The blessed days of more and less: the happy and absorbed red squirrel is certainly more! As is the woodpecker who is not in the slightest troubled by my daily stopping close to listen at the portal of his own persistent more and less-ness. The quietness up here, and the wide space, is less and also more, so simultaneously both.

It’s all like one of those lovely old retro clocks that stops frequently, because in our modern day we forget to wind their battery-less clockworks. More and less, less and more. Absence of mechanical time. So yes: blessed.

Though it requires a bit of effort on our part, to place ourselves often enough, and quiet enough, into the spaces of timelessness, it’s worth it: for in the encounter there we hear the Ancient Echo, and the dew atop the wooden gate holds our own reflection.

ancient telling and art in today’s morning sky

At all times

Oh, speak, poet, what do you do?

– I praise.

But the monstrosities and the murderous days,
how do you endure them, how do you take them?

– I praise.

But the anonymous, the nameless grays,
how, poet, do you still invoke them?

– I praise.

What right have you, in all displays,
in every mask, to be genuine?

– I praise.

And that the stillness and the turbulent sprays
know you like star and storm?

– because I praise.

December 1921

Rainer Maria Rilke
The Poet Speaks of Praising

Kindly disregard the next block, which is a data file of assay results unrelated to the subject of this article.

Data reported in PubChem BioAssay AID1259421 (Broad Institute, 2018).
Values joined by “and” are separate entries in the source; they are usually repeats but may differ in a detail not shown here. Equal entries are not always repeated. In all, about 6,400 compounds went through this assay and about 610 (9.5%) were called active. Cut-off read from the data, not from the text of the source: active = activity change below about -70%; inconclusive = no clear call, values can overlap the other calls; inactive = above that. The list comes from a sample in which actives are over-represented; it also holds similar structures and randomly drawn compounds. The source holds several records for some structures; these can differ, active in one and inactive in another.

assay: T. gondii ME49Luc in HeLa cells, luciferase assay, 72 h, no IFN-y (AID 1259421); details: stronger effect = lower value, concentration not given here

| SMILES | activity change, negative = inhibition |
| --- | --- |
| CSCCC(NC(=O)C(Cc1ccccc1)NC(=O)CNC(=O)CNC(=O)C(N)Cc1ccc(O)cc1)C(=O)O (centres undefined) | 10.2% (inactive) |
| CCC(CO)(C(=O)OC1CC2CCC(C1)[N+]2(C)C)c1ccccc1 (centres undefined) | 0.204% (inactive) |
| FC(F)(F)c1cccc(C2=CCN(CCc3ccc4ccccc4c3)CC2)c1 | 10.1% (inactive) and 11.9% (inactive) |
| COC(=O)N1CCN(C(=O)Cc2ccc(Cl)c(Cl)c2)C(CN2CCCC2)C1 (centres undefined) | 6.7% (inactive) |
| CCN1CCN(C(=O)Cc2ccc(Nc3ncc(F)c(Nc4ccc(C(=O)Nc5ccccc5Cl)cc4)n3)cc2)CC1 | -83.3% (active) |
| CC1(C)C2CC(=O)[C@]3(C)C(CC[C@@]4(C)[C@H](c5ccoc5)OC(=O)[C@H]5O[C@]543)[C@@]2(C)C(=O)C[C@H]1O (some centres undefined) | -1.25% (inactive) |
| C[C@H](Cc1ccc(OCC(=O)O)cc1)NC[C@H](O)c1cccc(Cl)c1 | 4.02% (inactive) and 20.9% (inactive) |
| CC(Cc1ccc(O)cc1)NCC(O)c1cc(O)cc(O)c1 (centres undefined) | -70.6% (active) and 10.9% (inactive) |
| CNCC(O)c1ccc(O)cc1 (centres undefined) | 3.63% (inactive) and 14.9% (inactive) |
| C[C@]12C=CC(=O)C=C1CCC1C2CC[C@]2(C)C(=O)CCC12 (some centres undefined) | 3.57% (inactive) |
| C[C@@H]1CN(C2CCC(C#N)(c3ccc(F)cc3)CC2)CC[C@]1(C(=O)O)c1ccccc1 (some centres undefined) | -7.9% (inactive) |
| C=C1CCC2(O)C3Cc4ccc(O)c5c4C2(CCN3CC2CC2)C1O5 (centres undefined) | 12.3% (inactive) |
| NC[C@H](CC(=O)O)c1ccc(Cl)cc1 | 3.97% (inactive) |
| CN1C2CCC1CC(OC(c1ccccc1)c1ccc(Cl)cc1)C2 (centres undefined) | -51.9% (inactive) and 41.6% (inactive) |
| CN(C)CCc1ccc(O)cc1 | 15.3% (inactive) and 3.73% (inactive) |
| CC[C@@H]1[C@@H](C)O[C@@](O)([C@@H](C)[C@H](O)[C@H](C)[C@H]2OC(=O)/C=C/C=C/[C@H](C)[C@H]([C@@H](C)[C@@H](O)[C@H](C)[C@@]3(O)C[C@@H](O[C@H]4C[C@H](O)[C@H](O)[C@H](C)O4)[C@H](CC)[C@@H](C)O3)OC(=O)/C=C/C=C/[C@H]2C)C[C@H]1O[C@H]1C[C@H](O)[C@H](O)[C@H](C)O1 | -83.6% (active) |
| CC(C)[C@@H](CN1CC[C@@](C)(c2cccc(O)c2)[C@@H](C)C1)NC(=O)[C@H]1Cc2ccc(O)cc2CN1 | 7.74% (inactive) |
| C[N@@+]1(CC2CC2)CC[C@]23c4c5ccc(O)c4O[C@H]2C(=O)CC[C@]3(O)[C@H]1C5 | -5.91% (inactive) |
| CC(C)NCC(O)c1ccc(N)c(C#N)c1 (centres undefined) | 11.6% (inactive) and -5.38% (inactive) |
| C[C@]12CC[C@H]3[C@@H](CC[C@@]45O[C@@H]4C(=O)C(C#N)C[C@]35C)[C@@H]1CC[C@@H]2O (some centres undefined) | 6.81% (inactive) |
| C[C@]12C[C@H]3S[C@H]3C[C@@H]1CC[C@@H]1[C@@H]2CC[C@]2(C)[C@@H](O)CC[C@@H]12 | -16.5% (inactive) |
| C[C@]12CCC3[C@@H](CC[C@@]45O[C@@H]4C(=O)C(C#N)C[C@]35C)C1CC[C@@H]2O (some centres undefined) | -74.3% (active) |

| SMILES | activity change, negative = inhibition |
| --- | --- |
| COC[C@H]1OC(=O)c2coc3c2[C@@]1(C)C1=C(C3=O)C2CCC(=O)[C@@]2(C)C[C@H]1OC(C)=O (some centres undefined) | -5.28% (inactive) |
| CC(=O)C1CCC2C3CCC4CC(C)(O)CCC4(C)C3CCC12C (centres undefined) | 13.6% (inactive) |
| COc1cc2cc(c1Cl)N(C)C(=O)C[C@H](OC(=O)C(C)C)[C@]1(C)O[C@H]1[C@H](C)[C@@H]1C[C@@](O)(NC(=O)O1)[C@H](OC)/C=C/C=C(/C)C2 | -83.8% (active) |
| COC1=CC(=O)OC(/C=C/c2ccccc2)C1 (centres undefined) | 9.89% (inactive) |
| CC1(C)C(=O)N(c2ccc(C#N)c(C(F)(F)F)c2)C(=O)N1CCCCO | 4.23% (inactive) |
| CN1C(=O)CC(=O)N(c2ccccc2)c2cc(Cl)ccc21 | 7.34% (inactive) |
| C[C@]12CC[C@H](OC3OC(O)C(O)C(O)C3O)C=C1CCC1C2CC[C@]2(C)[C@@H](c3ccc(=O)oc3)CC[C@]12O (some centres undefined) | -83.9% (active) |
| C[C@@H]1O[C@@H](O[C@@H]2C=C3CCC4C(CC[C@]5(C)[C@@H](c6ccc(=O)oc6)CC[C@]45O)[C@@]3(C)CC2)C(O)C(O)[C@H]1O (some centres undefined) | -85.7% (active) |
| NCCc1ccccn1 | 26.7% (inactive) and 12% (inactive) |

Still, whatever the weather, or the degree of turbulence visited upon our lives by daily news – personal or corporate; still, no matter the headache, or the slight creaking we notice in our bones, or the cold, or the heat; still, at all times, there remain the invigorating vistas of the grand scale, of the micro-view, of the scents of baking, and of good post-walk coffee; still we may take confidence in the memory of the myriad perspectives we’ve encountered before, and will again; still, in every moment, awake or asleep, we may find cause to praise – and thereby know ourselves fully alive.


Photo by Pierre Bamin on Unsplash

Evolution is divinity at work
We are nature made aware of itself
Science is the most spiritual pursuit
To learn the patchwork of existence
Is to understand ourselves

Brianna Wiest
Salt Water, p.71

With that thought I set off on my morning walk, in company with millions of others around the world who, in their daily lives, watch their awareness – reaching out into the unknown, glad to know, somewhere deep and primal within, that they are not, and never will be, alone …

I greet you, in awareness, and in love …

Oblivious …

Photo by Tadas Mikuckis on Unsplash

Never be in a hurry; do everything quietly and in a calm spirit. Do not lose your inner peace for anything whatsoever, even if your whole world seems upset

@wisdomlovetruth, Instagram

Are you ever awestruck when you come across someone who appears blissfully oblivious to the busyness around them? Few sights and sounds are more calming to the soul. Here, the languorous lightness of touch, together with the sight of and the light in these fingers, combine to make it almost possible for us to hear the soft melody from afar …

‘Santa’s world’ has a fair degree of busyness – and sometimes anxiety – about it: imagine being an elf at this time of the year! But it is actually possible, even if only for a few grateful seconds, and perhaps caught unawares, to sit, or stand, and just listen. Oblivious. And maybe catch a quiet vision of a beloved infant, beneath a starry sky, breathing softly, fast asleep, new life and promise in a crib, yesterday, today, or forever.